Monday, June 2, 2014

MAKING BUSINESS & TAXES EASY FOR AUTHORS II





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Published and not-yet-published writers who are writing for profit are engaged in operating a business, regardless of whether there is a profit or loss. All writers, therefore, must keep business records day-to-day to avoid absolute panic on April 15th. NOW is a good time to get ready for April, 2015. My post last month was about general business and taxes for writers HERE. The day-to-day paperwork of operating a business is this month’s topic.

Working a regular day job that pays a salary makes filing taxes easy—the dollar amounts in the little boxes of the W-2 are recorded in the corresponding little boxes on the 1040 or into Turbo Tax (my preference). Small businesses, especially ones that claim home offices (I don’t), must maintain the records to back up the info on the Schedule C.

Last month’s post includes an Excel worksheet file to automatically track income and loss to complete a business’s Schedule C – Profit or Loss for Business. The business owner (the author) must maintain records (both income and expenses) to back up the information on the Schedule C.

My filing system is super simple. Everything for the year—income and expenses—fits nicely in a small binder. On top of everything, there’s a Summary of Royalty Statements by Publisher. (Sample HERE) that’s a double check on the spreadsheet Behind the summary are labeled dividers for each publisher. A manila envelope that is three-hole punched sits behind them. As each royalty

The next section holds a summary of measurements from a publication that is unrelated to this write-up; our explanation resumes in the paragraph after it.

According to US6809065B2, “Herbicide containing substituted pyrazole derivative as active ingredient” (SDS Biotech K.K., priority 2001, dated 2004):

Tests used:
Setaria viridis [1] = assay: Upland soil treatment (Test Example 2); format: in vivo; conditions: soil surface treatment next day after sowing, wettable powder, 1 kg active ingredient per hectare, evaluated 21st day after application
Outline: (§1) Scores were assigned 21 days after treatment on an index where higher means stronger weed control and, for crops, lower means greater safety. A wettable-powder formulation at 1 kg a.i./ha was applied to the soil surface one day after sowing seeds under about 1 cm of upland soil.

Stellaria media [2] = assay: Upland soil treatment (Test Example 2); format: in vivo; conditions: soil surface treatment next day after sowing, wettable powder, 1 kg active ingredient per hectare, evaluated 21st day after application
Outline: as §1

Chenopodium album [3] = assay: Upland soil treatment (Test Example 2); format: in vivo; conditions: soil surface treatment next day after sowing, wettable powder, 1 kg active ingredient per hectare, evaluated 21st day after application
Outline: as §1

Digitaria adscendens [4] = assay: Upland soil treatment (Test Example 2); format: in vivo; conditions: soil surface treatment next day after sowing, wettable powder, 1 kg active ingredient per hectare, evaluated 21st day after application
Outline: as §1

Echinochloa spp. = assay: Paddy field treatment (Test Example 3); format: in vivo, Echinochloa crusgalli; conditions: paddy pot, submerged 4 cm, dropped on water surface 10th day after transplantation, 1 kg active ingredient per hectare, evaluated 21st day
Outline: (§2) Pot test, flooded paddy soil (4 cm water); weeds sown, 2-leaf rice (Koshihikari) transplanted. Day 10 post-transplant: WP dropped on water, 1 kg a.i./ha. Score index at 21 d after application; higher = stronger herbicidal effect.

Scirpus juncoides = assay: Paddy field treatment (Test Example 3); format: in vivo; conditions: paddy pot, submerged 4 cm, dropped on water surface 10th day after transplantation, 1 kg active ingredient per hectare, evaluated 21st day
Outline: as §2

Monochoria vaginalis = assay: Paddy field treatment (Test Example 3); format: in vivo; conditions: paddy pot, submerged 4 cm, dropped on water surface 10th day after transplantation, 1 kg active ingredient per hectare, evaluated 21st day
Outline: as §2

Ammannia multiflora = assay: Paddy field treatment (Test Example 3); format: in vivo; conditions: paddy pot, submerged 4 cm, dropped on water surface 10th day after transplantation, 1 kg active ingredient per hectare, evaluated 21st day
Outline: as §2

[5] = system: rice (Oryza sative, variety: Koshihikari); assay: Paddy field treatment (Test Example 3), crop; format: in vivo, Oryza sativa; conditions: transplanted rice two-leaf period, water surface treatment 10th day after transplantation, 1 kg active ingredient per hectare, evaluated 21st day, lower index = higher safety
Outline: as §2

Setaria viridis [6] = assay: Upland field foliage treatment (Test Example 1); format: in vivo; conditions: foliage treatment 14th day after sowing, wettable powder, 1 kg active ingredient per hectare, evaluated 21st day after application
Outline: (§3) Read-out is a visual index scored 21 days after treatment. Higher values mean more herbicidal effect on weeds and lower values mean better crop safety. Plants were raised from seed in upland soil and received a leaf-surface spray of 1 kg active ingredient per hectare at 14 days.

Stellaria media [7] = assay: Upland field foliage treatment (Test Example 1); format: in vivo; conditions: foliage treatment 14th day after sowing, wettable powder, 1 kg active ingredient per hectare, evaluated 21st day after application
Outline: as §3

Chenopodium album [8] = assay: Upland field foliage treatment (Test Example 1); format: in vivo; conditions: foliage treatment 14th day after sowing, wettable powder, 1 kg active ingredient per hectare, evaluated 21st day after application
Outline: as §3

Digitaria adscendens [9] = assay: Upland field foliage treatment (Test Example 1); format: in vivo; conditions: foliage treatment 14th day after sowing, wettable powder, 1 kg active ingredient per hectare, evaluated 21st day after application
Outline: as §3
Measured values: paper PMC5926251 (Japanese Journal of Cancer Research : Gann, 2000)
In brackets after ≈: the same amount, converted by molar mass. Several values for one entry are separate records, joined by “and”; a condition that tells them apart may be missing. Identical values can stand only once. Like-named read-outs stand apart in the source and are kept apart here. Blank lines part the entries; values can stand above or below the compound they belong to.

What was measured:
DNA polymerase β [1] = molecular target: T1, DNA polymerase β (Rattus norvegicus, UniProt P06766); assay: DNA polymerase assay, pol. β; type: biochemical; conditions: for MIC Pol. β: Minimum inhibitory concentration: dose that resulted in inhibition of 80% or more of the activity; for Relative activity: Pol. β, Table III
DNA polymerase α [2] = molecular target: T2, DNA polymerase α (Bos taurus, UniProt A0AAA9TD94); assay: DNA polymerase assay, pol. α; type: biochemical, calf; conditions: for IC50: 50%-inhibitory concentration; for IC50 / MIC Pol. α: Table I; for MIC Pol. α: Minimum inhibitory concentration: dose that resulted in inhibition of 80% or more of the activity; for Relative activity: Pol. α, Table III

statement/report arrives or is printed either quarterly or monthly, I add it to my Excel spreadsheet, add amounts to the income summary sheet in the binder, make a check mark on the report so that I know it has been recorded, then place it in the publisher’s section. As expenditures are made (of any sort—including utility and housing receipts if you’re claiming a home office), I record them in the spreadsheet, mark it, then add it to the envelope.

If the records are maintained regularly, at the end of each quarter the writer can easily determine if he/she needs to pay estimated taxes (The spreadsheet does all the calculations). At the end of the year, the worksheet contains all the information needed to complete the Schedule C – Profit or Loss for Business. All of the statements and a copy of the Excel Profit/Loss Summary can be added to the manila envelope and stored with the tax forms or retained in the binder for reference.


Next month, Setting up a Marketing Book for Authors.
 
  
Visit Rita Bay at Rita Bay's Webpage & Blog
 
"Duchess in Waiting" Siren BookStrand, March, 2014
"Ely's Epiphany" Secret Cravings Publishing, December, 2013
"Search & Rescue" Secret Cravings Publishing, July, 2013
"Finding Eve" Champagne Books, September, 2013
"Nimue's Daughter," Shared Whispers, Champagne Books, September, 2013
"Her Teddy Bare" Carnal Passions, May, 2013
"The Aegis" Champagne Books, April, 2013

"Into the Lyons' Den" Champagne Books, August, 2012
"His Desire" Siren BookStrand, May, 2012
"His Obsession" Siren BookStrand, April, 2012






4 comments:

Julie Eberhart Painter said...

Very helpful. If I ever make any money, I'll use it.

As of now, the Govt. owes me for my efforts and deductions that could land me in the funniest audit on record.

Liz Fountain said...

Thanks for the great advice, Rita!

Liz

Big Mike said...

Thanks Rita. Very informative, and I do the same thing, ref the spreadsheet kept up to date through the year.

Michael Davis (Davisstories.com)
Author of the Year (2008 and 2009)
Award of Excellence (2012)

Rita Bay said...

Thanks so much for stopping by. Many published authors have a wait before there's a profit after all the deductions are taken. Fortunately, a business loss offsets income at the regular job. Rita